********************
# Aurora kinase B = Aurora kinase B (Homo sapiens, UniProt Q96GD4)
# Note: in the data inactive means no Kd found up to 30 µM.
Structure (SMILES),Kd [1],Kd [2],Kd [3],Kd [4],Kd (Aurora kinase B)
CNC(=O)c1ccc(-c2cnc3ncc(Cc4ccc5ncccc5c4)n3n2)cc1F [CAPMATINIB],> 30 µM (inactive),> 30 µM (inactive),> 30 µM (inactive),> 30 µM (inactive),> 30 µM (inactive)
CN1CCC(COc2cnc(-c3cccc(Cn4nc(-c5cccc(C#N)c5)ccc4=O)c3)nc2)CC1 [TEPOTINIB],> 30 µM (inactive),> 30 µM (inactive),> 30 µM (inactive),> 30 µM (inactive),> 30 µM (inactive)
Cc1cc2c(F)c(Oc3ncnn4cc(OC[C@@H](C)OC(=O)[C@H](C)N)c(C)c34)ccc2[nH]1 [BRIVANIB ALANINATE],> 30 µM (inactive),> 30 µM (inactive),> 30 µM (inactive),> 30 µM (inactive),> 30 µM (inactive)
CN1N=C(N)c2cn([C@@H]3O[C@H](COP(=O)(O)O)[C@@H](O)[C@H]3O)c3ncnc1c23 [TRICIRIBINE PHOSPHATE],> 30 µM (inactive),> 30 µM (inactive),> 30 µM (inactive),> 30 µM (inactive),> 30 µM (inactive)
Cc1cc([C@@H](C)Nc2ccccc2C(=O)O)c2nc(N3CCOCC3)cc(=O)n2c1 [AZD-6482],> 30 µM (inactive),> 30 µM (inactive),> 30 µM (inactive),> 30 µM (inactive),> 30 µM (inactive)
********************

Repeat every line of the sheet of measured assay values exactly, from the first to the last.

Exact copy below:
# Aurora kinase B = Aurora kinase B (Homo sapiens, UniProt Q96GD4)
# Note: in the data inactive means no Kd found up to 30 µM.
Structure (SMILES),Kd [1],Kd [2],Kd [3],Kd [4],Kd (Aurora kinase B)
CNC(=O)c1ccc(-c2cnc3ncc(Cc4ccc5ncccc5c4)n3n2)cc1F [CAPMATINIB],> 30 µM (inactive),> 30 µM (inactive),> 30 µM (inactive),> 30 µM (inactive),> 30 µM (inactive)
CN1CCC(COc2cnc(-c3cccc(Cn4nc(-c5cccc(C#N)c5)ccc4=O)c3)nc2)CC1 [TEPOTINIB],> 30 µM (inactive),> 30 µM (inactive),> 30 µM (inactive),> 30 µM (inactive),> 30 µM (inactive)
Cc1cc2c(F)c(Oc3ncnn4cc(OC[C@@H](C)OC(=O)[C@H](C)N)c(C)c34)ccc2[nH]1 [BRIVANIB ALANINATE],> 30 µM (inactive),> 30 µM (inactive),> 30 µM (inactive),> 30 µM (inactive),> 30 µM (inactive)
CN1N=C(N)c2cn([C@@H]3O[C@H](COP(=O)(O)O)[C@@H](O)[C@H]3O)c3ncnc1c23 [TRICIRIBINE PHOSPHATE],> 30 µM (inactive),> 30 µM (inactive),> 30 µM (inactive),> 30 µM (inactive),> 30 µM (inactive)
Cc1cc([C@@H](C)Nc2ccccc2C(=O)O)c2nc(N3CCOCC3)cc(=O)n2c1 [AZD-6482],> 30 µM (inactive),> 30 µM (inactive),> 30 µM (inactive),> 30 µM (inactive),> 30 µM (inactive)